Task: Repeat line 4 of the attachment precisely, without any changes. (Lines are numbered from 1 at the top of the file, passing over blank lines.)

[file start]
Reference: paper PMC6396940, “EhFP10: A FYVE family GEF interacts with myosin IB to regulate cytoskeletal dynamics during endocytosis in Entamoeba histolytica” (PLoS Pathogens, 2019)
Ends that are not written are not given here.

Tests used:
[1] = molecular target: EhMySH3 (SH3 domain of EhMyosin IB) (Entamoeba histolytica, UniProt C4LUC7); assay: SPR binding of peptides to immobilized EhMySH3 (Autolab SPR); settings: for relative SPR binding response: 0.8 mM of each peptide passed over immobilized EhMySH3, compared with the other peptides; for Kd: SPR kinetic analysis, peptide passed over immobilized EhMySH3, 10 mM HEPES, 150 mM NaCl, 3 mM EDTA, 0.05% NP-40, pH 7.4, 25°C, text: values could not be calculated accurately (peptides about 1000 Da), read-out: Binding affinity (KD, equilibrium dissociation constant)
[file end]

[1] = molecular target: EhMySH3 (SH3 domain of EhMyosin IB) (Entamoeba histolytica, UniProt C4LUC7); assay: SPR binding of peptides to immobilized EhMySH3 (Autolab SPR); settings: for relative SPR binding response: 0.8 mM of each peptide passed over immobilized EhMySH3, compared with the other peptides; for Kd: SPR kinetic analysis, peptide passed over immobilized EhMySH3, 10 mM HEPES, 150 mM NaCl, 3 mM EDTA, 0.05% NP-40, pH 7.4, 25°C, text: values could not be calculated accurately (peptides about 1000 Da), read-out: Binding affinity (KD, equilibrium dissociation constant)